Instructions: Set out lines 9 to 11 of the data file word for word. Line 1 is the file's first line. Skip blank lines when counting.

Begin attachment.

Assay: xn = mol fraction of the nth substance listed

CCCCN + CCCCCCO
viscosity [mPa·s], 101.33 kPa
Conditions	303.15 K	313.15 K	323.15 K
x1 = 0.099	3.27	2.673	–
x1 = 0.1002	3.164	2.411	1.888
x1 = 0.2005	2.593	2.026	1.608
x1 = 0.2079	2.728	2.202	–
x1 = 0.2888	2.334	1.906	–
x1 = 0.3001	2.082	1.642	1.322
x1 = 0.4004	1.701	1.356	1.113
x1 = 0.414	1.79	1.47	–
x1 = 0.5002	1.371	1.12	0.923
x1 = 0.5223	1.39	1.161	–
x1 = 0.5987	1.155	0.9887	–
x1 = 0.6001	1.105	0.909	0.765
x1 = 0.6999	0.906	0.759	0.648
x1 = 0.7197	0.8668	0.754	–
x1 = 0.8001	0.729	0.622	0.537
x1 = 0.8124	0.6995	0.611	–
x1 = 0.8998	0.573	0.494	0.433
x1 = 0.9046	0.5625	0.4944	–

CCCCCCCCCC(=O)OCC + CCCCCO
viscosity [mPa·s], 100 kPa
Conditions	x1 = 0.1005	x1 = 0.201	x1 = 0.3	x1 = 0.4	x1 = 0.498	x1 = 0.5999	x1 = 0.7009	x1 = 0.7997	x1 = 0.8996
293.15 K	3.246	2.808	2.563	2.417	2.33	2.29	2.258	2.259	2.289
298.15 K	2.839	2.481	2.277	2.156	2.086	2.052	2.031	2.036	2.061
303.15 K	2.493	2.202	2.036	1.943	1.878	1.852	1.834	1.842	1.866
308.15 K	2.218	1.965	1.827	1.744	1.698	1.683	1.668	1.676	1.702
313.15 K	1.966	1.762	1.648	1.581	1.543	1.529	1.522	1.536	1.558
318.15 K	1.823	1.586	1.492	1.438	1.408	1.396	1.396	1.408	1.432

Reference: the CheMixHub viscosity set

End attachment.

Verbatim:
x1 = 0.2888	2.334	1.906	–
x1 = 0.3001	2.082	1.642	1.322
x1 = 0.4004	1.701	1.356	1.113